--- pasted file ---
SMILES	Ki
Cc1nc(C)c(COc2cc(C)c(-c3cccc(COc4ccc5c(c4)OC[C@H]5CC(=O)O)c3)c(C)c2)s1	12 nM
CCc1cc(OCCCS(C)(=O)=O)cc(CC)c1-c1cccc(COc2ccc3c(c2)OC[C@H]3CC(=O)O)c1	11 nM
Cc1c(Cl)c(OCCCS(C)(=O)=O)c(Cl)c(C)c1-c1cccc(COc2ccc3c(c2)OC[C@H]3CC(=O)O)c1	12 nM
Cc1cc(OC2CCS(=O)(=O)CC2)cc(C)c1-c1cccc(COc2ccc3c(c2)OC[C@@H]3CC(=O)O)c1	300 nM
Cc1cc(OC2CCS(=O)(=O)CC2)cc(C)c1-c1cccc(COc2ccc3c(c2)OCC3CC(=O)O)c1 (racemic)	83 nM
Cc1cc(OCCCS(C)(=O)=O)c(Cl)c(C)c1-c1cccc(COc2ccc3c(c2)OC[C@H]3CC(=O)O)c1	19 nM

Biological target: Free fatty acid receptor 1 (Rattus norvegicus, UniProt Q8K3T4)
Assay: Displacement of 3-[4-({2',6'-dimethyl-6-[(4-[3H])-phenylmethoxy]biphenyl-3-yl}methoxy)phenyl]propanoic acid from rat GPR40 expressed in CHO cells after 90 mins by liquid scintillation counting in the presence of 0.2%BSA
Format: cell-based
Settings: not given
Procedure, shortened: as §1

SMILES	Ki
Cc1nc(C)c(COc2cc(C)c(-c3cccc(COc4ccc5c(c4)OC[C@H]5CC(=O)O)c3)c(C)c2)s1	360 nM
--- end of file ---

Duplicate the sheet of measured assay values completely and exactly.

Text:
SMILES	Ki
Cc1nc(C)c(COc2cc(C)c(-c3cccc(COc4ccc5c(c4)OC[C@H]5CC(=O)O)c3)c(C)c2)s1	12 nM
CCc1cc(OCCCS(C)(=O)=O)cc(CC)c1-c1cccc(COc2ccc3c(c2)OC[C@H]3CC(=O)O)c1	11 nM
Cc1c(Cl)c(OCCCS(C)(=O)=O)c(Cl)c(C)c1-c1cccc(COc2ccc3c(c2)OC[C@H]3CC(=O)O)c1	12 nM
Cc1cc(OC2CCS(=O)(=O)CC2)cc(C)c1-c1cccc(COc2ccc3c(c2)OC[C@@H]3CC(=O)O)c1	300 nM
Cc1cc(OC2CCS(=O)(=O)CC2)cc(C)c1-c1cccc(COc2ccc3c(c2)OCC3CC(=O)O)c1 (racemic)	83 nM
Cc1cc(OCCCS(C)(=O)=O)c(Cl)c(C)c1-c1cccc(COc2ccc3c(c2)OC[C@H]3CC(=O)O)c1	19 nM

Biological target: Free fatty acid receptor 1 (Rattus norvegicus, UniProt Q8K3T4)
Assay: Displacement of 3-[4-({2',6'-dimethyl-6-[(4-[3H])-phenylmethoxy]biphenyl-3-yl}methoxy)phenyl]propanoic acid from rat GPR40 expressed in CHO cells after 90 mins by liquid scintillation counting in the presence of 0.2%BSA
Format: cell-based
Settings: not given
Procedure, shortened: as §1

SMILES	Ki
Cc1nc(C)c(COc2cc(C)c(-c3cccc(COc4ccc5c(c4)OC[C@H]5CC(=O)O)c3)c(C)c2)s1	360 nM